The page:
It is also observed that during the LGM there were higher concentrations of dust than during warmer periods of climate.  The data indicate there is evidence of smaller glacial-interglacial change for ssNa than nssCa. This is again a result of a shorter rainout pathway for marine aerosols than terrestrial aerosols.  It was also observed that δ18O isotope values from Greenland and Antarctica are very similar as they both show a negative exponential relationship with nssCa concentration amplification factor.  This is significant because they are on opposite sides of the globe with different dust sources and different regional conditions.  The data displayed for WDC and EDC show at some times, 10-100-fold amplification in dust than that collected for marine dust, which shows an amplification of 2-3-fold.  Lastly, fthe data indicate that amplification factors at the poles and higher latitudes is exponentially higher than at lower latitudes.

Why is this study important?  This study carries a lot of significance because it concludes that dust and water isotopes are both controlled by the same process, the hydrological cycle.  This has importance because it is necessary to understand the patterns of aerosol changes to further understand past radiative forcing.  

The Bigger Picture: This study disproves the theory that dust source emissions were a primary driver in ice-core records of aerosol, but rather changes in aerosol concentration at different latitudes is a result of the rainout effect.  It provides us with relevant results that can be further used to interpret how climate has changed since the LGM.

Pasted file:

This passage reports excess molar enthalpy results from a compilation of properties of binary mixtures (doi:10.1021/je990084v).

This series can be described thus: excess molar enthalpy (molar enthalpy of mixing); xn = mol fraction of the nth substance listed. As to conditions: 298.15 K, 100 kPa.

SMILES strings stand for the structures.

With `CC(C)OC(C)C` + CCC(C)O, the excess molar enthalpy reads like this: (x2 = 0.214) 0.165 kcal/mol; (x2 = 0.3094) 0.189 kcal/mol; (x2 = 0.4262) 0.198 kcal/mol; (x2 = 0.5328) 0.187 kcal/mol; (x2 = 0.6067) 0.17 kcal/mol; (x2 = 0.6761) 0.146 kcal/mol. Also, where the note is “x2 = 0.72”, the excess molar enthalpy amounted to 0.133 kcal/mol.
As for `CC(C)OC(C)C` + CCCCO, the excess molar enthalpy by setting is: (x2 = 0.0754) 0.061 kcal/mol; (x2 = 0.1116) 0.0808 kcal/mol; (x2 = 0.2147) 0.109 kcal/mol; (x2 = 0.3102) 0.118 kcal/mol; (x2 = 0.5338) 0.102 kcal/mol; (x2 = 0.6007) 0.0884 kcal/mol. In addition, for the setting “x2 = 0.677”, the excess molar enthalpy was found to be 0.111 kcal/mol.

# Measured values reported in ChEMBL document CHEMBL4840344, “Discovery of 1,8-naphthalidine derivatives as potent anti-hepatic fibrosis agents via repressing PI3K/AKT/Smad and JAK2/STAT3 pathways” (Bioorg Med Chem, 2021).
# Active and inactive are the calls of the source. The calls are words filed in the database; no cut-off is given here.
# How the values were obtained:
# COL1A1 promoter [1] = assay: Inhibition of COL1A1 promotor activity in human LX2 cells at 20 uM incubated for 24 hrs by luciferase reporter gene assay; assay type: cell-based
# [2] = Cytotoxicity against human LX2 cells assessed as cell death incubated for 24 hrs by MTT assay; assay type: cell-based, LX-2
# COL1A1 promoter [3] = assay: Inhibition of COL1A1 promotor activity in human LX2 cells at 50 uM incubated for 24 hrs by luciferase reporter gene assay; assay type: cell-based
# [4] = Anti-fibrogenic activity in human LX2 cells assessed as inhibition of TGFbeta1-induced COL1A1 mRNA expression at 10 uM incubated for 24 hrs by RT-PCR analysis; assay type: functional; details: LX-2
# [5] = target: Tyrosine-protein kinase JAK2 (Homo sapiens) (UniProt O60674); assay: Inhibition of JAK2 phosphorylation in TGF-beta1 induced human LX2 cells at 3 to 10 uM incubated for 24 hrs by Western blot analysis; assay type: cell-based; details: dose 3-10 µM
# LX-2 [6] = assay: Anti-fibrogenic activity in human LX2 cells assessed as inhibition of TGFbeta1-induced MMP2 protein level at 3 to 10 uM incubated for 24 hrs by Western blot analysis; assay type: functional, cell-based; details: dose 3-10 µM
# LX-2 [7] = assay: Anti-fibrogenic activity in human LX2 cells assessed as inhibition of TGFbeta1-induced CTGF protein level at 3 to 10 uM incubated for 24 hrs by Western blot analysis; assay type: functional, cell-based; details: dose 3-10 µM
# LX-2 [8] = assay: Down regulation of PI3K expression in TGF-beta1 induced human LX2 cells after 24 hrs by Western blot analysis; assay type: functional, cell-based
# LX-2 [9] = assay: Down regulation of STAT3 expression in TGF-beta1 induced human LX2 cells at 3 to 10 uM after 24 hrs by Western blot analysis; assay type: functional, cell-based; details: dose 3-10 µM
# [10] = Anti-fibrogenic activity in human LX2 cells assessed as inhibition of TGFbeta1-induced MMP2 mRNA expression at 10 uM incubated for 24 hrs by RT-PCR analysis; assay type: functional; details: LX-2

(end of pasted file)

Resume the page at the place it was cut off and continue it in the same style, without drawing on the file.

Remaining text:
Citation: Markle, B.R., Steig, E.J., Roe, G.H. et al. Concomitant variability in high-latitude aerosols, water isotopes and the hydrologic cycle. Nature Geoscience, 11,853–859 (2018).

Reconstructing the Eocene’s Climate System

Reconstructing Eocene Eastern Indian Ocean Dynamics Using Ocean-Drilling Stratigraphic Records

Ke Xu, David De Vleeschouwer, Maximilian Vahlenkamp, Renchao Yang, and Honghan Chen

Summarized by Olivia Cashimere, who is pursuing her Masters in Geology at Binghamton University. She is currently in her first year, and after graduation would like to work at a research museum. When she is not studying she enjoys hiking, traveling, and a variety of art mediums.

What data were used: This study focuses on two ocean drill hole archives, Ocean Drilling Program Sites 762C and U1514, located within the Eastern Indian Ocean. This study is concentrating on a 22 million year time span within the Eocene Epoch. This time period was leading up to a transition from a greenhouse to ice house climate conditions during the Cenozoic. During this time not much continental ice is seen around the globe, so not many ice related positive feedbacks are seen throughout the Eocene however, strong correlation is found between Milankovitch cycles and the climate changes. This study also uses previous studies on paleomagnetism and biostratigraphy to determine ages, and to check for ambiguity within the record.